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By default, Firefox and Thunderbird save their files to ~/.mozilla and ~/.thunderbird.

I am wondering if there's an environment variable I can set, to have either of them save their data to a different location. I want to have multiple instances of them available, each with their own settings for server and application testing. I can do this with the-no-remote option and Profile Manager of each, but I was wondering if I could totally keep the testing profiles separate from my main configuration.

This would also enable me to keep the profiles in source control if I so desired.

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You could try HOME=~/testing and populate ~/testing/.mozilla, but since these are Gnome programs it apparently won't work. –  Gilles Jun 16 '11 at 8:09

3 Answers 3

Not sure about environment variables. However, you could do some clever work with linking.

Say you wanted the files in /opt. As root: mv /home/$user/.thunderbird /opt/thunderbird, then link it back in with ln -sfn /opt/thunderbird /home/$user/.thunderbird.

You could also do this with an NFS mount or any number of other options. You can also make a mountpoint in /etc/fstab that mounts some remote directory or some local partition to /home/$user/.thunderbird.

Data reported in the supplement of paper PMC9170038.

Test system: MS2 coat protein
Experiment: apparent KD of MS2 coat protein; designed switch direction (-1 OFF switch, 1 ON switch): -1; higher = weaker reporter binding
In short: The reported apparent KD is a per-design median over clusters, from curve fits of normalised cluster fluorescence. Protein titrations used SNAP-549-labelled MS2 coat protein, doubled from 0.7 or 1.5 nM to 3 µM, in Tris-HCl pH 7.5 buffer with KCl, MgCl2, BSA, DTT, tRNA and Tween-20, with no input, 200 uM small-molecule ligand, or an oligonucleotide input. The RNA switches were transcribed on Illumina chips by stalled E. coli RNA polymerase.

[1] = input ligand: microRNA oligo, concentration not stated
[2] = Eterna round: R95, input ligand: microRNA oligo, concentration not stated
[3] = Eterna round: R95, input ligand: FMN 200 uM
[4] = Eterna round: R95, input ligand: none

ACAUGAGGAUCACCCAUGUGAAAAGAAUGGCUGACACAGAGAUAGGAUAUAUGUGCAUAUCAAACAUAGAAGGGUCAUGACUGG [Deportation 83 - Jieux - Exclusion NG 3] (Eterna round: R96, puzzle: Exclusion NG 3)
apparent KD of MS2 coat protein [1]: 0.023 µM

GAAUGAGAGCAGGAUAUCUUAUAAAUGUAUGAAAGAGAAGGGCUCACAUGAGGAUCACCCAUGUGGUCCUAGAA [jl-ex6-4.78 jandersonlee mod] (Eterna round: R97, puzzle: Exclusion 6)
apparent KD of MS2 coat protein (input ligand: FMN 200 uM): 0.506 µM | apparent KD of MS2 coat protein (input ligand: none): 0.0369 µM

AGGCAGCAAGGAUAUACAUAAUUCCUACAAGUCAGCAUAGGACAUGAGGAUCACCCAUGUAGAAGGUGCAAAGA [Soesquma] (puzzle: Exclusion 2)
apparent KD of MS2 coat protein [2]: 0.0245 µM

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Firefox and Thunderbird do not have a built-in method of doing this, so your best bet would be to use individual profiles (via the Profile Manager) or some other means.

mauilion is correct, though, that you can (ab)use symbolic links to acheive similar results, but you can only do that between individual sessions - it would be a very bad idea to modify the location of ~/.mozilla while Firefox is running! (Trust me, I tried that. Firefox wasn't happy about that.)

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Figured it out. If I change $HOME, thunderbird respects the change. I start the new instance up with a script like

#!/bin/bash

OLDHOME=$HOME;
export HOME=/home/moo/work/test

mkdir $HOME/.mozilla $HOME/.thunderbird;
ln -s .mozilla mozilla;
ln -s .thunderbird thunderbird;

/usr/bin/thunderbird -no-remote;

export HOME=$OLDHOME;
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